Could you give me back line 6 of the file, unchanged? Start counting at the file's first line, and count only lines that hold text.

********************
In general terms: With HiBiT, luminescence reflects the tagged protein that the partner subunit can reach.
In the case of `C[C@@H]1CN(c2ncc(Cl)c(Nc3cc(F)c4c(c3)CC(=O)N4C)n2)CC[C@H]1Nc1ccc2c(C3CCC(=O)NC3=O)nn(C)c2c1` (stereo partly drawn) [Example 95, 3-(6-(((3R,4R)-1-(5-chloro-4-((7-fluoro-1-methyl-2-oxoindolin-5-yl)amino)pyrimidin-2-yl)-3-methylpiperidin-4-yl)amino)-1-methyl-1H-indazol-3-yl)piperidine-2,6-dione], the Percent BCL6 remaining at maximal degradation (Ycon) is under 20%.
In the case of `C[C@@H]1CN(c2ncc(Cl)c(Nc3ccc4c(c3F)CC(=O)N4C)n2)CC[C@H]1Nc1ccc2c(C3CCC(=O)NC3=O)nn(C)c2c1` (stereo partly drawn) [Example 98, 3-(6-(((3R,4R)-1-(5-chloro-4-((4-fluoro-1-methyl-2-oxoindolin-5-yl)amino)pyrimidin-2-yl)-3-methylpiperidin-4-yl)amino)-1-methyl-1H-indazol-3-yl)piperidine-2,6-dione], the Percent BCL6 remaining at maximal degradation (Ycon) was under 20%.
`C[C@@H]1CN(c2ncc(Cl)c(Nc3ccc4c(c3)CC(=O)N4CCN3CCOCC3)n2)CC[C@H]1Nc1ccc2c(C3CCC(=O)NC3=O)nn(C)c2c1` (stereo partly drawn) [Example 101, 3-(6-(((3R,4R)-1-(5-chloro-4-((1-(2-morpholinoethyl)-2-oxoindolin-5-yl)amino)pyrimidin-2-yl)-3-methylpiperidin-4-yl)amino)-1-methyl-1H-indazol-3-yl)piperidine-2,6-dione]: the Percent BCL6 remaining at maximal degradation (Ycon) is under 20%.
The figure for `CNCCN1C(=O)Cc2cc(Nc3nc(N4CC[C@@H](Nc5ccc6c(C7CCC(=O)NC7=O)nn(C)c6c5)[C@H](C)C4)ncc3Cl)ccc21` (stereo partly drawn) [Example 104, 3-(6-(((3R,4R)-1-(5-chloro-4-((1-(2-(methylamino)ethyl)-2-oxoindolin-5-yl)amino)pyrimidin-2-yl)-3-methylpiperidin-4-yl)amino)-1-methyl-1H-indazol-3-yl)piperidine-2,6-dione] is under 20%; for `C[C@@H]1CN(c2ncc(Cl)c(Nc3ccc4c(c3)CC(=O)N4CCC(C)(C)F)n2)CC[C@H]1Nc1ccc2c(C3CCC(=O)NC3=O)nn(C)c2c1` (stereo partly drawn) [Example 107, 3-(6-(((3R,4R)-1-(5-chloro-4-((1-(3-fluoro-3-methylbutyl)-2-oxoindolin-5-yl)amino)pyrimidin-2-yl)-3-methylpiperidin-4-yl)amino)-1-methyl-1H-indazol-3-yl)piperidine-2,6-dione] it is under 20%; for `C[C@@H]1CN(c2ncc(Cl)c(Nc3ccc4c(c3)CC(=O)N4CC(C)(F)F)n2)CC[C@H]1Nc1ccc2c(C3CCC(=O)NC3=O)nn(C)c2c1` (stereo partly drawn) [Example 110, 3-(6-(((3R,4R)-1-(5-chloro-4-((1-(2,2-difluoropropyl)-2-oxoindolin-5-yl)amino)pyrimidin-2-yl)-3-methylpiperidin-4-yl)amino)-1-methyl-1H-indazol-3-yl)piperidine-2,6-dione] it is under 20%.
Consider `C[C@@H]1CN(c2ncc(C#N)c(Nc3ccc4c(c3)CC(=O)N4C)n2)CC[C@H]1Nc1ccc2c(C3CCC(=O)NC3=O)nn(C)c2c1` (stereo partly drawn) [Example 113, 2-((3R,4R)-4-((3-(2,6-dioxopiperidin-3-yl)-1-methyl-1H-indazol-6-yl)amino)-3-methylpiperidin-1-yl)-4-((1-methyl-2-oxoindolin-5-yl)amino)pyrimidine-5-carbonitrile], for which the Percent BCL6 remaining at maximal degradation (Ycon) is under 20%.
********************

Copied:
Consider `C[C@@H]1CN(c2ncc(C#N)c(Nc3ccc4c(c3)CC(=O)N4C)n2)CC[C@H]1Nc1ccc2c(C3CCC(=O)NC3=O)nn(C)c2c1` (stereo partly drawn) [Example 113, 2-((3R,4R)-4-((3-(2,6-dioxopiperidin-3-yl)-1-methyl-1H-indazol-6-yl)amino)-3-methylpiperidin-1-yl)-4-((1-methyl-2-oxoindolin-5-yl)amino)pyrimidine-5-carbonitrile], for which the Percent BCL6 remaining at maximal degradation (Ycon) is under 20%.